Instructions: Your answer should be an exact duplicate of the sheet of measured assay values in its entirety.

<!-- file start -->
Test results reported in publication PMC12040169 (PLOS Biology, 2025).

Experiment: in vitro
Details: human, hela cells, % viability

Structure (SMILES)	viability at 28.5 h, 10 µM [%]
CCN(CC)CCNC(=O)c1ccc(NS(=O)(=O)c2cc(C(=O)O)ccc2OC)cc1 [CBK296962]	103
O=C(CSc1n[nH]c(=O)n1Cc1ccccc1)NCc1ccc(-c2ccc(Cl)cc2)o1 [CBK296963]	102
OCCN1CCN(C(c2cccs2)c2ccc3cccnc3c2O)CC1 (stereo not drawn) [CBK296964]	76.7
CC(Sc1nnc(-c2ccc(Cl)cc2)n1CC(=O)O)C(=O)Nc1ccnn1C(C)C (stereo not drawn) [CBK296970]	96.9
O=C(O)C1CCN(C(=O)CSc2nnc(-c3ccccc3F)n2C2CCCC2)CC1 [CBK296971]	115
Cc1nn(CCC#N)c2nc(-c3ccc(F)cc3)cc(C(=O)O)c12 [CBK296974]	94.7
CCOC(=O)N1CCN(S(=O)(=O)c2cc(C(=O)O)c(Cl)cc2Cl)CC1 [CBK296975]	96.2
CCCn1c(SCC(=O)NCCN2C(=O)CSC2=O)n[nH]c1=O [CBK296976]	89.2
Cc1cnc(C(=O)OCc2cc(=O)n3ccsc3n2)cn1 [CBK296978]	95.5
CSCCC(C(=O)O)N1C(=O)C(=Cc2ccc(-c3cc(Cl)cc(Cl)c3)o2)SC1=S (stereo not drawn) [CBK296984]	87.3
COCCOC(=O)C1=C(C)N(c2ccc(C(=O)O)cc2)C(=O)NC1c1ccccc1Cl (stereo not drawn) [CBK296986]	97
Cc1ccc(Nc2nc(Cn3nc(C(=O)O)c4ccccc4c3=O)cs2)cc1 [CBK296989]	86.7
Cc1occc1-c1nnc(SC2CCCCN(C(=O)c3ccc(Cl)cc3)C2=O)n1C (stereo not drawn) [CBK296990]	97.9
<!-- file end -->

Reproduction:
Test results reported in publication PMC12040169 (PLOS Biology, 2025).

Experiment: in vitro
Details: human, hela cells, % viability

Structure (SMILES)	viability at 28.5 h, 10 µM [%]
CCN(CC)CCNC(=O)c1ccc(NS(=O)(=O)c2cc(C(=O)O)ccc2OC)cc1 [CBK296962]	103
O=C(CSc1n[nH]c(=O)n1Cc1ccccc1)NCc1ccc(-c2ccc(Cl)cc2)o1 [CBK296963]	102
OCCN1CCN(C(c2cccs2)c2ccc3cccnc3c2O)CC1 (stereo not drawn) [CBK296964]	76.7
CC(Sc1nnc(-c2ccc(Cl)cc2)n1CC(=O)O)C(=O)Nc1ccnn1C(C)C (stereo not drawn) [CBK296970]	96.9
O=C(O)C1CCN(C(=O)CSc2nnc(-c3ccccc3F)n2C2CCCC2)CC1 [CBK296971]	115
Cc1nn(CCC#N)c2nc(-c3ccc(F)cc3)cc(C(=O)O)c12 [CBK296974]	94.7
CCOC(=O)N1CCN(S(=O)(=O)c2cc(C(=O)O)c(Cl)cc2Cl)CC1 [CBK296975]	96.2
CCCn1c(SCC(=O)NCCN2C(=O)CSC2=O)n[nH]c1=O [CBK296976]	89.2
Cc1cnc(C(=O)OCc2cc(=O)n3ccsc3n2)cn1 [CBK296978]	95.5
CSCCC(C(=O)O)N1C(=O)C(=Cc2ccc(-c3cc(Cl)cc(Cl)c3)o2)SC1=S (stereo not drawn) [CBK296984]	87.3
COCCOC(=O)C1=C(C)N(c2ccc(C(=O)O)cc2)C(=O)NC1c1ccccc1Cl (stereo not drawn) [CBK296986]	97
Cc1ccc(Nc2nc(Cn3nc(C(=O)O)c4ccccc4c3=O)cs2)cc1 [CBK296989]	86.7
Cc1occc1-c1nnc(SC2CCCCN(C(=O)c3ccc(Cl)cc3)C2=O)n1C (stereo not drawn) [CBK296990]	97.9